Well, today is the last day of October; and as such, Breast Cancer Awareness Month is coming to an end. I participate in a discussion board at http://www.breastcancer.org/ and there are some who think that the whole "Pinktober" thing is totally overdone. There is concern that it appears there are lots of corporate donations heading towards breast cancer research, but that it might not be as much as it seems. You can buy everything in "breast cancer ribbon pink" from a dishwashing scrubbie to a KitchenAid mixer, and pretty much any article of clothing, handbag, jewelry...you name it, you can get it. Does Komen go too far by "pimping out" the pink ribbon, as some have suggested? Or do you think it really helps the cause, and contributes millions of dollars to research for a cure?
Personally, I'm OK with all the pink. First, I always liked the color; I actually have a pink netbook that I ordered long before I got breast cancer. Now it looks like I did it on purpose...lol. I have pink ribbon jewelry made by a blogger friend/artist; I have shirts with pink ribbons collected from years of participating in the Komen Race for the Cure; and I have lots of wearable pink in my wardrobe because it just happens to be a good color for me. I am not sure how I feel about seeing big, brawny NFL players wearing pink on gameday but then, the NFL is a huge supporter so I guess it's OK.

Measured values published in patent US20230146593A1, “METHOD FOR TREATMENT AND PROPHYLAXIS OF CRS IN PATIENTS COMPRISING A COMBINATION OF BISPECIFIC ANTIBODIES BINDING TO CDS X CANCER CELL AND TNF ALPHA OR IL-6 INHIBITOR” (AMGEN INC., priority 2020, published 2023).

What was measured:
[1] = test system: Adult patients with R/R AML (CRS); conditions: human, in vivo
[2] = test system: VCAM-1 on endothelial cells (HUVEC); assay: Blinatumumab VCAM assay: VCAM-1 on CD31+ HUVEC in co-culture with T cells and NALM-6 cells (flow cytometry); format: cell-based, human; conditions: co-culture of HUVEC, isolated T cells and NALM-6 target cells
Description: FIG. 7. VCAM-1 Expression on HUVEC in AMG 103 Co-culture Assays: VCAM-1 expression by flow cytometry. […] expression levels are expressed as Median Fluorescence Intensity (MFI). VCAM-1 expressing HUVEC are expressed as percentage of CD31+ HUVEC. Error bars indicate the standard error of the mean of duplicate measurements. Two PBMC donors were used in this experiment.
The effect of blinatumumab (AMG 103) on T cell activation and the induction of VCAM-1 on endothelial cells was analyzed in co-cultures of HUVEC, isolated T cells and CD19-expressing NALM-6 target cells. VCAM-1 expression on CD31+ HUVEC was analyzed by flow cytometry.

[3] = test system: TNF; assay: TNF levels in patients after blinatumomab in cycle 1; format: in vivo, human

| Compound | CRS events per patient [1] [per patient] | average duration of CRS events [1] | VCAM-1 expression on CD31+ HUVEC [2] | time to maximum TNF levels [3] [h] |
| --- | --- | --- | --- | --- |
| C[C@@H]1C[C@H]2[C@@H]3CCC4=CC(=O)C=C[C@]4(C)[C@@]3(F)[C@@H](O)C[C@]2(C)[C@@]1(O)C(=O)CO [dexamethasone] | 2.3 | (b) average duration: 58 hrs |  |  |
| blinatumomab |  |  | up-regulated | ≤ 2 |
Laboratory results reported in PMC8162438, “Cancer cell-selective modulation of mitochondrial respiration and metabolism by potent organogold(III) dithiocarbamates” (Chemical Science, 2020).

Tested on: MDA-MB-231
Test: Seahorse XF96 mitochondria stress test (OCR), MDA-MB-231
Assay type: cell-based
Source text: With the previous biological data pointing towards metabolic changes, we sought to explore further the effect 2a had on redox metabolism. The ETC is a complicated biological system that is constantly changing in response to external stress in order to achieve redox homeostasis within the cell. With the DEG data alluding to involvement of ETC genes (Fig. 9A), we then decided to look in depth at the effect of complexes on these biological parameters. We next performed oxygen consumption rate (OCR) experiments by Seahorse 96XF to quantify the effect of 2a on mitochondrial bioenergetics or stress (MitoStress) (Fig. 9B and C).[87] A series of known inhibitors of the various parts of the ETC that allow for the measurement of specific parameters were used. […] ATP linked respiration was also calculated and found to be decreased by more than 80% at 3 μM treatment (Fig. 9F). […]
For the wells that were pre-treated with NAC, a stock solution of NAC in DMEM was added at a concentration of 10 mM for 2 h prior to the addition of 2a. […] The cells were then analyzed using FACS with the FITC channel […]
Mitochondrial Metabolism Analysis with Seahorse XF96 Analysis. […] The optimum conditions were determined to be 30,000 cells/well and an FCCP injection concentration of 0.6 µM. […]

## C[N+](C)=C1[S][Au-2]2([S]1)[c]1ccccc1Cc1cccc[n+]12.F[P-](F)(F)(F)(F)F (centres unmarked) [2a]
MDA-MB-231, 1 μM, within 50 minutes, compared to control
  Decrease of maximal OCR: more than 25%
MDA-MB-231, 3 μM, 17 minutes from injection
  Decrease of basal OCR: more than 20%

If all this "hoopla" really, truly raises awareness and makes one single woman do a self-exam, get a mammogram, and detect breast cancer early, then it's worth it. If the money truly ends up in the hands of scientists who finally discover the magic bullet that cures breast cancer, then it's worth it.
One survivor on the breastcancer.org blog wrote this, and I think it's a great idea:
"..I've also decided to create my own holiday: Breast Cancer Remembrance Day. On Oct, 31, the final day of Breast Cancer Awareness Month, I will remember the friends and family I have lost to this disease. It's Sunday, so I will light a candle for them and say some prayers...
"At 8:45 pm that night I will go outside with a flashlight. I'll think of the one in 8 U.S. women who will get breast cancer and the 45,000 who will die this year.
"My eighth grade science teacher told us if you turned on a flashlight and pointed it toward the sky the photons leave the flashlight and they immediately start to spread out. Provided that they don't hit anything, each individual photon travels through space forever.
"Time slows down as you approach the speed of light.
"I'll think of those whose time was all too brief and I'll hope for brighter days ahead."
So, Angie and Bev, I'll be thinking of you at 8:45 tonight.
And Donna, I'll be thinking of you at 8:45 tonight, too. And tomorrow. You see, tomorrow Donna will be having a mastectomy as breast cancer has paid her another unwelcome visit, for the third time. Donna is a true warrior who has been to battle too many times.
A cure ... we need a cure.